Planting Fruit Trees and
Tropical Fruit Trees

Planting Fruit Trees

Yes some trees may be a little different but planting fruit trees especially tropical fruit trees for the most part need the same steps in order to ensure a healthy juicy fruit bearing trees.

When growing fruit trees it’s easy to get most of them established in short periods of time, the trick is keeping them alive and actually growing fruit.

Nothing beats the satisfaction of being able to grow your own fruit not to mention the money you save by growing your own fruit especially for bigger family's.

Remember before growing fruit trees make sure to choose tropical trees that will grow where you live, you may want to grow lets say mango, but because of your planting zone and the climate where you live you may not be able to unless you have a hothouse or greenhouse.

So, if you are not sure which type of tree to get its important to ask your local nursery for the varieties which will grow best in your area.

Many exotic varieties are inviting and you will want to grow them, but the local varieties will produce best with the least effort, it all up to the time a devotion you are willing to put into growing fruit tree, it will take a lot of attention and T L C especially if you are growing them from seeds.

Before planting fruit trees match the tree to your soil. Plums, for example, do well in damp soil conditions which might not be good for apples. Pears and apples can handle drier soil, but need good drainage etc...

Some times the best thing to do but will take some work is to change your soil by adding the correct compost, minerals and organic matter to get the correct acidic level for the tree you have chosen to grow.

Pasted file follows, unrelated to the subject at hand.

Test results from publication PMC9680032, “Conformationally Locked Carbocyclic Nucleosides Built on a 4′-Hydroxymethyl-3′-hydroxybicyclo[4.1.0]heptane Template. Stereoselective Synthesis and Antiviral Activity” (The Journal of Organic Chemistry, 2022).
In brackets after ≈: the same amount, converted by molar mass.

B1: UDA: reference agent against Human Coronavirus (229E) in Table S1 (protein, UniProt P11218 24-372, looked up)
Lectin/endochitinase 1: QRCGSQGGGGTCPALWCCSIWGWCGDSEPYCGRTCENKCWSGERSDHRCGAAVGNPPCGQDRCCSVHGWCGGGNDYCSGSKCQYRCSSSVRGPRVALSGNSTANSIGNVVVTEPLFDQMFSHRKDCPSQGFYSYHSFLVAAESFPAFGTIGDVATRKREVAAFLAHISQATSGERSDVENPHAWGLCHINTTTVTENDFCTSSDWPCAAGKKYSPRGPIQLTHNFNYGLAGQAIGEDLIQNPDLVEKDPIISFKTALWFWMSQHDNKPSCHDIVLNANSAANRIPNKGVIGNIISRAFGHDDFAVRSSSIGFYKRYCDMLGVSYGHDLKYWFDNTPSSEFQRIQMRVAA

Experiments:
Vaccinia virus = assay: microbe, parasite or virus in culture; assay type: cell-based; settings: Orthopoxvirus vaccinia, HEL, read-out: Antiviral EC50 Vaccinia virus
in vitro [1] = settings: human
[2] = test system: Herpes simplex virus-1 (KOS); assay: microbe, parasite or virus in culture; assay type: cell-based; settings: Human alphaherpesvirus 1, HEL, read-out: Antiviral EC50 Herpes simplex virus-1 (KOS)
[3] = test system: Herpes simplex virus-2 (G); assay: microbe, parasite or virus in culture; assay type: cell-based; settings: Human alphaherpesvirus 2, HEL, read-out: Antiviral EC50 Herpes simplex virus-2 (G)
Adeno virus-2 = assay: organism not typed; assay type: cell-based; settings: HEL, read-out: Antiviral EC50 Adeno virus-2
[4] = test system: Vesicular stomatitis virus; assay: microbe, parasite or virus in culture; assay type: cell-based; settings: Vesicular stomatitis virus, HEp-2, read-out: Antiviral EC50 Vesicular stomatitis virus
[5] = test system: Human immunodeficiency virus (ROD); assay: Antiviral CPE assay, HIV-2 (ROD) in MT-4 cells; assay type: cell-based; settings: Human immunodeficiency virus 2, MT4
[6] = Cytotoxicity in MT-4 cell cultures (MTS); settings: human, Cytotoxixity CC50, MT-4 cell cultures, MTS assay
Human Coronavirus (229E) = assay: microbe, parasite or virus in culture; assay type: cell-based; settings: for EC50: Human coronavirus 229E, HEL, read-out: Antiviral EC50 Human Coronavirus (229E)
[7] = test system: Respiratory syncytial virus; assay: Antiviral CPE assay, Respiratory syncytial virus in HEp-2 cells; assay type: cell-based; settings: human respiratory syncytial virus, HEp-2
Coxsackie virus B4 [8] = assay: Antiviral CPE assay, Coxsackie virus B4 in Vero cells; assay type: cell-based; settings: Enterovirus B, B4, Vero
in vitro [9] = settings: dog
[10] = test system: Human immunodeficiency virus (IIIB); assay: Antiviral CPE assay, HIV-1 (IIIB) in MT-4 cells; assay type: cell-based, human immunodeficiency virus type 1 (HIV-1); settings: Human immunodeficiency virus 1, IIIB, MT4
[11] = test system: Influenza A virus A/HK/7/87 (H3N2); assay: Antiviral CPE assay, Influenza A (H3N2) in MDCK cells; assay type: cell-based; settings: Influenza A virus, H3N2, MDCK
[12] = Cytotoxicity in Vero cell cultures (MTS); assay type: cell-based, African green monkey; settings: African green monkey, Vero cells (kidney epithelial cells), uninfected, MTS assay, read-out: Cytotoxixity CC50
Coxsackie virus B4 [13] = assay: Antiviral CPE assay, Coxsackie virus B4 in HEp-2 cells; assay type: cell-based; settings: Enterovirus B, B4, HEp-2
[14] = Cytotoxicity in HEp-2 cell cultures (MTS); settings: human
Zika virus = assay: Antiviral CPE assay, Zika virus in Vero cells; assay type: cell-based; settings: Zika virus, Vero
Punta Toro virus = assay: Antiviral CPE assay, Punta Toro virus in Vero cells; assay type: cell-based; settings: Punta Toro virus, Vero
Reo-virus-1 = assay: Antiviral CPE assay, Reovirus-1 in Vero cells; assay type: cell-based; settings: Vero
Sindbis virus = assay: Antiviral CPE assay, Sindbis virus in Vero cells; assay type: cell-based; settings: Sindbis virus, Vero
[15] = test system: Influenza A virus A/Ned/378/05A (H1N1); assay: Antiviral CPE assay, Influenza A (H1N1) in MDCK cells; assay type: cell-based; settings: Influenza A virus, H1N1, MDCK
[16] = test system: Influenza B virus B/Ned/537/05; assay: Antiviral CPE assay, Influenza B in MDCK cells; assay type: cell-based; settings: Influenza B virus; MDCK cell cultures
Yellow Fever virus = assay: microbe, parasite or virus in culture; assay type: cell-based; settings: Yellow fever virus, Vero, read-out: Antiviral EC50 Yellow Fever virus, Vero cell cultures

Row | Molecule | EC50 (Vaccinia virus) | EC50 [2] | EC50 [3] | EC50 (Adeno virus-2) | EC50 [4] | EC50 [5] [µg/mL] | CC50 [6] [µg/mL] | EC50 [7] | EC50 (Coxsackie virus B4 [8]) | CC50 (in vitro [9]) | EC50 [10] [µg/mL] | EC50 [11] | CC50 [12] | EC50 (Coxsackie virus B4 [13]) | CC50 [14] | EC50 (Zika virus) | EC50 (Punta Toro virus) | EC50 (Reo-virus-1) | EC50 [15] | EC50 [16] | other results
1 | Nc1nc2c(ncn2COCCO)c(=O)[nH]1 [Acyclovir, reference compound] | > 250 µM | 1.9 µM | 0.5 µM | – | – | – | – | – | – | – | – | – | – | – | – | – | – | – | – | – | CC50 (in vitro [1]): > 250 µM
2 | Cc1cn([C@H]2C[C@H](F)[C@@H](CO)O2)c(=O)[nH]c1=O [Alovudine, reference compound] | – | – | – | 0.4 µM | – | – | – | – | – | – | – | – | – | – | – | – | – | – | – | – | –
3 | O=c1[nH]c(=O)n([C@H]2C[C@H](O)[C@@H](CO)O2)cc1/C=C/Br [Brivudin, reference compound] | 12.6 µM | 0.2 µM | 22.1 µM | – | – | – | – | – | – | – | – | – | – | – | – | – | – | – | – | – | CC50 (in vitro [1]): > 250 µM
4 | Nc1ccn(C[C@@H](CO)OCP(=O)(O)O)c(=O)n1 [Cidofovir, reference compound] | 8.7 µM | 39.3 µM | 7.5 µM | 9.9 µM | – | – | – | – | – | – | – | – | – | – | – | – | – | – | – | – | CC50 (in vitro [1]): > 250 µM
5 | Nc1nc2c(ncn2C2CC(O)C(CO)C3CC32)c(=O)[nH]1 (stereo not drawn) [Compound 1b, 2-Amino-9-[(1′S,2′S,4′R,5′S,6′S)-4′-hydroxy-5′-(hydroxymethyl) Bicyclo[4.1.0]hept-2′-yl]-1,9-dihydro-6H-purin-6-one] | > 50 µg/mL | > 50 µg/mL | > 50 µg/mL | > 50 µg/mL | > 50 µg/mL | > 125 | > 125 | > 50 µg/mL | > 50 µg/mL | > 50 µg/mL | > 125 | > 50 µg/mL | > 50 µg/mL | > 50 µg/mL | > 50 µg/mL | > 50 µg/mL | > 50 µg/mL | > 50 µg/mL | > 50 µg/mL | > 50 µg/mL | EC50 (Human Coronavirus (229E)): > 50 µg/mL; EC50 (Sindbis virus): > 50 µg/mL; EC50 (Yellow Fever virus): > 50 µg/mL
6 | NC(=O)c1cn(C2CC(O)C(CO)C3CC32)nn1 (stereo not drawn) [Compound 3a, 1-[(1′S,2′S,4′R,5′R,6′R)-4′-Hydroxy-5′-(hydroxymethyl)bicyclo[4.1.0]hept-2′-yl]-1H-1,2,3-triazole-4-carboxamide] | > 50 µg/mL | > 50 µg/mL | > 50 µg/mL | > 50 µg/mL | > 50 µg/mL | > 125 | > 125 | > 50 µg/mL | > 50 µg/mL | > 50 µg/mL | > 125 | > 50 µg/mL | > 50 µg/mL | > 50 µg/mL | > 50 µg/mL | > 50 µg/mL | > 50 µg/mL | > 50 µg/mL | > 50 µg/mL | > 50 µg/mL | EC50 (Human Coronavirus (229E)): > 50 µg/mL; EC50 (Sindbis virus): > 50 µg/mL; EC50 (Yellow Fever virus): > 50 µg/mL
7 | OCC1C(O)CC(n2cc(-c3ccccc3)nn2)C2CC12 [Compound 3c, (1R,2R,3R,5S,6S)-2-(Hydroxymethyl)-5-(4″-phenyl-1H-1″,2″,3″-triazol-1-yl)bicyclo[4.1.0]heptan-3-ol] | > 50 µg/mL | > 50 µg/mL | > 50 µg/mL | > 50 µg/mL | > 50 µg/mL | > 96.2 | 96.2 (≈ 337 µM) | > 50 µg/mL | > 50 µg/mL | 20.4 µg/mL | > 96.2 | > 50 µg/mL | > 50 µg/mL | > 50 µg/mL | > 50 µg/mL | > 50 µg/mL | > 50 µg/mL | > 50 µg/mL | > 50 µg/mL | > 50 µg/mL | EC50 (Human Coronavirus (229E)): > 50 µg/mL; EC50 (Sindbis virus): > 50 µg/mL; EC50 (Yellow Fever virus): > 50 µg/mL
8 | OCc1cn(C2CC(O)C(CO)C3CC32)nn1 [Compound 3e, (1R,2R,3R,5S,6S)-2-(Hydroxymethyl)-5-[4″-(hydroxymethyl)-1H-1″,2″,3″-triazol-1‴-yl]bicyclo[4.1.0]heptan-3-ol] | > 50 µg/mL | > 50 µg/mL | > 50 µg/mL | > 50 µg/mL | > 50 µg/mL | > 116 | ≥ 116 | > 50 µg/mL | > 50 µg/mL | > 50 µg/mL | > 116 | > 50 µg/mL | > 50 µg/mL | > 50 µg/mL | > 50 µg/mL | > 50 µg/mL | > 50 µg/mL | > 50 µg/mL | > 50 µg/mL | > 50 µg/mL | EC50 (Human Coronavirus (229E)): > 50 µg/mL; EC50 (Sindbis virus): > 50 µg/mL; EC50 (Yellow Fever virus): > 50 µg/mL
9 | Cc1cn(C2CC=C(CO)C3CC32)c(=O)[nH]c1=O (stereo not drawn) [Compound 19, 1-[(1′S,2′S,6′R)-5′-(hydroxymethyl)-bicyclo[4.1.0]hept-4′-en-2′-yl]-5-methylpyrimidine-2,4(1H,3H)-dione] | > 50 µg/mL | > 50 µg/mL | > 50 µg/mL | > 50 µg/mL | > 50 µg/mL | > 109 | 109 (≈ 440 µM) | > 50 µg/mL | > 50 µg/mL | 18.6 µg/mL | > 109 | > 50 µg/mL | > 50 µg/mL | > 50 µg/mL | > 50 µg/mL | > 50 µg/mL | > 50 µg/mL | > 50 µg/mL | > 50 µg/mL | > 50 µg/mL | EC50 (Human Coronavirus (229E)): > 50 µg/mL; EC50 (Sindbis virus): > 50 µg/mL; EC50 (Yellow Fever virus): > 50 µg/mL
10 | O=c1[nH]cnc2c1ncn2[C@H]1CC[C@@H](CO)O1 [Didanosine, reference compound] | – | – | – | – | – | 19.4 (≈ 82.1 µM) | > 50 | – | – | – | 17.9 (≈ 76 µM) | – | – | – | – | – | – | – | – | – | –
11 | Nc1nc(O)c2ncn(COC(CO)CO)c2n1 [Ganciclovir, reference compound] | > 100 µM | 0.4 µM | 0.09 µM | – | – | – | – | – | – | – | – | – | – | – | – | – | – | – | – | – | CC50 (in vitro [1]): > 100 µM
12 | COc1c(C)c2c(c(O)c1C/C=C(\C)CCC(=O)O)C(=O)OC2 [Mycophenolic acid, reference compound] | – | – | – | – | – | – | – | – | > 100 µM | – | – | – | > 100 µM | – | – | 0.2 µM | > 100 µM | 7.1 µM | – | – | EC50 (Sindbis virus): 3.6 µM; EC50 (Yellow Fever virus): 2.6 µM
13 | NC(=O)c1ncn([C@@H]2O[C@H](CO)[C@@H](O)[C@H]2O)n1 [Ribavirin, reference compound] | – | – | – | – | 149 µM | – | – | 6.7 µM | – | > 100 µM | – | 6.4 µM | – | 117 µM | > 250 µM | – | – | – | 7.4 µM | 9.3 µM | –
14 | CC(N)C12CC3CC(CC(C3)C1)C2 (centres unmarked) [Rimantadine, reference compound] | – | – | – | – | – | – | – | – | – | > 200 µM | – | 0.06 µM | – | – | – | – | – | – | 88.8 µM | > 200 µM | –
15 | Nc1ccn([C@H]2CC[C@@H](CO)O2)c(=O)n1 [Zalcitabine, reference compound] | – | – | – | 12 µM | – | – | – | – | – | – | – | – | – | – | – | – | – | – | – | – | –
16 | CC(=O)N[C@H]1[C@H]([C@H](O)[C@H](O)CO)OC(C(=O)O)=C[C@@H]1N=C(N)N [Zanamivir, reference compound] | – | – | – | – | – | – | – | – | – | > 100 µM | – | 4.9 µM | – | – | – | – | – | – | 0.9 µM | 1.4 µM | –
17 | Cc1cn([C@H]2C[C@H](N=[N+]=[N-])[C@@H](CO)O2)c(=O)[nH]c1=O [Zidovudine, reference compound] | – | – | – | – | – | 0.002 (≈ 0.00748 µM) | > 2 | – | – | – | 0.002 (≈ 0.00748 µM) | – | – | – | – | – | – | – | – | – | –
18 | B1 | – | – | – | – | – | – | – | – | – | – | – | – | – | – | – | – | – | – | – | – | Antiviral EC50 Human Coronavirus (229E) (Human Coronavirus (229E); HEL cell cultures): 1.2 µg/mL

You can do this by once again checking with your local Home Depot, Lowes etc. and let them know which fruit tree you are attempting to grow and they will tell you which vitamins and minerals they carry to assist your tree in growing healthier for your planting zone.

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Planting Fruit trees Basics

This is the same when planting any tree but when planting fruit trees dig a hole at least twice as wide for the roots of your tree so that none of them are bent. Also dig twice as deep of the size of the pot it came in and put organic or rich soil at the bottom of the hole make sure the roots are completely covered. A wider hole is better, if possible, since that will make it easier for the tree to grow.

Chip away at the sides of your hole to break any compacted soil -this will make it easier for your tree's roots to grow beyond the initial hole.

Most Bare root trees don’t need to be staked. But if yours does, use a tree stake at least five or six feet depending on the size of the tree and hammer it into the hole before you plant the tree, then put the tree in and fill the dirt and you can tie it to the tree with gardening ribbon which is a green stretchy plastic or ever a old pair of panty hose will work if you have nothing else.

Carefully place your fruit tree into the center of the hole. Place it slightly above the existing ground level. It's better to plant a little high than too low because the trees will often settle, just make sure the roots are completely covered.

Amending the soil with nutrients may be necessary. Make sure not to create an artificial environment for the tree, in the long run it will stunt growth of your tree. Check with your local nursery and buy whatever amendments are recommended for your area. Organic in most cases is better, if there is a nursery that you know of that can assist you with organic matter this will be best so you can grow organic trees that will produce healthy fruit.

Use the amended soil that you have dug up to make the hole to fill it back up with back into the hole. Make sure that the soil is pressed down into the soil making it firm all around to support the tree, always water immediately after doing so to help compact all the soil, add more if it settled too much and bare roots are showing.

Go ahead and soak your roots as soon as it starts drying out, you may need to water a bit more when first getting your new fruit tree established.

Planting Fruit Trees take some work but well worth the effort when your tree is producing fruit for you and your family.

To find out more about fruit tree pruning instructions click here for those instructions.

Planting Fruit Trees

Planting Fruit Trees

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